The Skyscraper Museum is devoted to the study of high-rise building, past, present, and future. The Museum explores tall buildings as objects of design, products of technology, sites of construction, investments in real estate, and places of work and residence. This site will look better in a browser that supports web standards, but it is accessible to any browser or Internet device.


Highland Park Plant
Albert Kahn Associates
Detroit, Michigan, 1909 - 17

Highland Park, Ford Factory, Albert Kahn Architect, Detroit, 1910. Courtesy Albert Kahn Associates.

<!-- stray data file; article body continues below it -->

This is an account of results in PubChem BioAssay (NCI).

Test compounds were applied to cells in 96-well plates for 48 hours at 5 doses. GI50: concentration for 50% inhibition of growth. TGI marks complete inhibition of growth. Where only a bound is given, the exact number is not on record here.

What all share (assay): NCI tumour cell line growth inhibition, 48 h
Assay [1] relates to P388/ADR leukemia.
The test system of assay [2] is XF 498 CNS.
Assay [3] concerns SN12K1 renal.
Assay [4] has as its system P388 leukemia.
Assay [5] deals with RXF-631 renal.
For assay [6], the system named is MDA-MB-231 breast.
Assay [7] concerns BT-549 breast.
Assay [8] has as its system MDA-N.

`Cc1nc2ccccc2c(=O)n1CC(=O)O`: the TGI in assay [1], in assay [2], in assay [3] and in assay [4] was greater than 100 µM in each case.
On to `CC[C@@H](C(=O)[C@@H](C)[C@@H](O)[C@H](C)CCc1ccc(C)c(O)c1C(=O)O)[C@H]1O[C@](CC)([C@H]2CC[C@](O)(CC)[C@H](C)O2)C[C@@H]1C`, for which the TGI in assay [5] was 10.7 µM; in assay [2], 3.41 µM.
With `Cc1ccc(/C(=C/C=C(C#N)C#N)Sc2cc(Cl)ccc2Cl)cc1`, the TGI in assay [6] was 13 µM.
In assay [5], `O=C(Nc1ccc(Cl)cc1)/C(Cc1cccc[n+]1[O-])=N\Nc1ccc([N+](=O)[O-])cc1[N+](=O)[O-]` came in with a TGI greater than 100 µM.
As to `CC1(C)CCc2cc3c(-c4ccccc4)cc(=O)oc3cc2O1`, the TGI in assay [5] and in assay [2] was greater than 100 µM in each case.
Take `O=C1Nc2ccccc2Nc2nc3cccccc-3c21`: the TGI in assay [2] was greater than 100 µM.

Photograph � Christopher Hall

In 1909, Henry Ford hired architect Albert Kahn to design the Highland Park plant in Detroit, a factory that pioneered revolutionary production methods. Nicknamed the Crystal Palace for its large steel casement windows, its gridded concrete construction system allowed for a four-story building with open floors and service units with vertical circulation at the corners. In the years following, Ford continued to add to the Highland Park campus, including long buildings with their signature sky-lit crane ways for moving materials. In 1913 Ford advanced assembly line technologies for mass production; by 1920, one Ford rolled off the assembly line every minute, and half the automobiles in the world were
Model Ts.